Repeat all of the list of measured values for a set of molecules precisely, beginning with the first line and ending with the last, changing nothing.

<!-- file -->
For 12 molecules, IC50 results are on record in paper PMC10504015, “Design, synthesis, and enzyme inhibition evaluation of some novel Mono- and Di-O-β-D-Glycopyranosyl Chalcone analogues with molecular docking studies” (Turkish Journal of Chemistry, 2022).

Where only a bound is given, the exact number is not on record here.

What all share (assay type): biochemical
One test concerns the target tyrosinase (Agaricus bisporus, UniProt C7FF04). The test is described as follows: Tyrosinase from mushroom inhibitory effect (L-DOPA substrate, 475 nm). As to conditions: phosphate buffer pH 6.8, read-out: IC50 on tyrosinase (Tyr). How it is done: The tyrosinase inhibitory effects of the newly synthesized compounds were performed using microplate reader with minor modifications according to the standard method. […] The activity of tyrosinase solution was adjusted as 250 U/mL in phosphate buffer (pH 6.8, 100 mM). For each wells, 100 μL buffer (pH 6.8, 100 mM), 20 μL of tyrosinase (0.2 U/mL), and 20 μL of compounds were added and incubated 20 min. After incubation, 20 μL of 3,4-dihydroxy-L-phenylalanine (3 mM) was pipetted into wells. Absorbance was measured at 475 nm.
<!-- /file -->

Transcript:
For 12 molecules, IC50 results are on record in paper PMC10504015, “Design, synthesis, and enzyme inhibition evaluation of some novel Mono- and Di-O-β-D-Glycopyranosyl Chalcone analogues with molecular docking studies” (Turkish Journal of Chemistry, 2022).

Where only a bound is given, the exact number is not on record here.

What all share (assay type): biochemical
One test concerns the target tyrosinase (Agaricus bisporus, UniProt C7FF04). The test is described as follows: Tyrosinase from mushroom inhibitory effect (L-DOPA substrate, 475 nm). As to conditions: phosphate buffer pH 6.8, read-out: IC50 on tyrosinase (Tyr). How it is done: The tyrosinase inhibitory effects of the newly synthesized compounds were performed using microplate reader with minor modifications according to the standard method. […] The activity of tyrosinase solution was adjusted as 250 U/mL in phosphate buffer (pH 6.8, 100 mM). For each wells, 100 μL buffer (pH 6.8, 100 mM), 20 μL of tyrosinase (0.2 U/mL), and 20 μL of compounds were added and incubated 20 min. After incubation, 20 μL of 3,4-dihydroxy-L-phenylalanine (3 mM) was pipetted into wells. Absorbance was measured at 475 nm.